I’m Eibhlin (a Celtic name pronounced like “Eileen”), and I write books. Lots of books under lots of pen names.
Most are successful, some aren’t, and some are somewhere in-between. As a result of my success, writing and publishing have become my “day job.” I like it.
At this site you’ll read the same practical advice I’ve given friends & family who want to become indie authors.
Take everything I say with a grain of salt. If it works for you, that’s great.
If you’d rather watch videos than read articles — something I understand, especially after a long day at the keyboard — be sure to watch Dan Wells’ story structure series, and anything by Joanna Penn.
That’s really all you need to know.
I’m descended from a long line of readers and writers. Most of us are historians of one kind or another.
I’ve worked as an editor, proofreader, and ghostwriter. As a full-time author, most of my books are written under pen names.
Some of my books emerge slowly and gracefully, as I savor the related topic, niche, or genre.
Others — specifically the ones I’ve written as Eibhlin — were produced with a sense of urgency. I felt as if I needed to get the information — and lots of it — to people, as quickly as possible. Those books aren’t Great Literature. Sometimes, it’s as if my thesaurus exploded and I merely grabbed words as they flew past.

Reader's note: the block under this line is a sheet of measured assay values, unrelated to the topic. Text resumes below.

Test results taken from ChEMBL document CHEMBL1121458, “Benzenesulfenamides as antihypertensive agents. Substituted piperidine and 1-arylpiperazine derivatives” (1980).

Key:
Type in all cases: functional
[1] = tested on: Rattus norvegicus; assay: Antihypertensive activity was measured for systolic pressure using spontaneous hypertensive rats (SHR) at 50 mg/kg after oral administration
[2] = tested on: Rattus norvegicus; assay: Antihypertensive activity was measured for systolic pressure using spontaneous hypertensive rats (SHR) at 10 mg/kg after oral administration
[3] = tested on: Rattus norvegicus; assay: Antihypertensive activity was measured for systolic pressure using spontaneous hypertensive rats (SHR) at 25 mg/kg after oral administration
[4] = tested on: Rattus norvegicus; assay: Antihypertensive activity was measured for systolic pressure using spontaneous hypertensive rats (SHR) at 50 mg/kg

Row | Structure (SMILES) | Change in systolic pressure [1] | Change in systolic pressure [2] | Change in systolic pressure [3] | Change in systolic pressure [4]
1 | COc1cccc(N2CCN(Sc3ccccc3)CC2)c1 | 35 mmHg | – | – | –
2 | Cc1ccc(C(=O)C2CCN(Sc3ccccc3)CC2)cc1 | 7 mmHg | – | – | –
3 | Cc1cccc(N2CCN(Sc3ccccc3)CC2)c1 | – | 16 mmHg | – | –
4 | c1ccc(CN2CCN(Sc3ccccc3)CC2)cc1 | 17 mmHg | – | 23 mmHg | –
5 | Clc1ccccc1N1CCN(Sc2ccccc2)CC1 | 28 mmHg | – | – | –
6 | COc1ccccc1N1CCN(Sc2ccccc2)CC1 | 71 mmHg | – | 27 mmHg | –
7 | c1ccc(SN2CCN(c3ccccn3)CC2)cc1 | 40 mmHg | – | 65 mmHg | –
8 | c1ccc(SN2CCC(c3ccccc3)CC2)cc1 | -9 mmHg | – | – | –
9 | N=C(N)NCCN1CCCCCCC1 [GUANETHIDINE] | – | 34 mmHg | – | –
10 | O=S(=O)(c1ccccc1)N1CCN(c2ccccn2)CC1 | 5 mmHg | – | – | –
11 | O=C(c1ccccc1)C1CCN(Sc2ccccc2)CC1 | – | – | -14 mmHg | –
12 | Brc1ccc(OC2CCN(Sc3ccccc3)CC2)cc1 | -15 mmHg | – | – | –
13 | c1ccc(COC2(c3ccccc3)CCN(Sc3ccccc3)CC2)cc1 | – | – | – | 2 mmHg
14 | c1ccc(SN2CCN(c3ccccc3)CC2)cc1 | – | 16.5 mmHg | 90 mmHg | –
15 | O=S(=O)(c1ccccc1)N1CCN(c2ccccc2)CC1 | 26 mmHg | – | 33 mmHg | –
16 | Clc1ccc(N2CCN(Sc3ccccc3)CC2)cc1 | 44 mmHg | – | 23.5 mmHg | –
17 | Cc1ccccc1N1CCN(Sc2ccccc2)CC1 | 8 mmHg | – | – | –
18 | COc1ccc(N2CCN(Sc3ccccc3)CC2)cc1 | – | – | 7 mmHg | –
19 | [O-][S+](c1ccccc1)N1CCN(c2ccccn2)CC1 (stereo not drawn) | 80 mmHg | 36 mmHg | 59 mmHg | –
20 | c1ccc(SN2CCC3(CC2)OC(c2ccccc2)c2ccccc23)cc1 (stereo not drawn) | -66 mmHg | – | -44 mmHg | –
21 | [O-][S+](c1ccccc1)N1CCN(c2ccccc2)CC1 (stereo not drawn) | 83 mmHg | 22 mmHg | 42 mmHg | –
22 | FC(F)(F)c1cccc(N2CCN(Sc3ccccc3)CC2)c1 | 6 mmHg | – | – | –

However, they convey what I needed to say. Whether I was writing about content curation or viral nonfiction books, people have been able to put my insights to good use. I’m pleased.
Our publishing house
In real life, I’m co-owner of an indie publishing house. We’ve published all kinds of books about all kinds of topics, and in sub-genres I never knew existed.
Don’t be too impressed. It’s a very small business, and most of our books are by family and friends. We’ve guided them through writing, editing, cover design, publishing, and marketing both online and off. We’ve created, designed, and hosted their book-related websites, and encouraged them to write and publish more books.
Some stay with us, but — after a few books — most gain the confidence to self-publish. Some even start their own indie publishing houses. That personal empowerment is what my husband & I envisioned when we started our business.
As of mid-2017, we’ve put the management side of our business into the hands of people with more of a clue. It was a smart decision.
To contact me…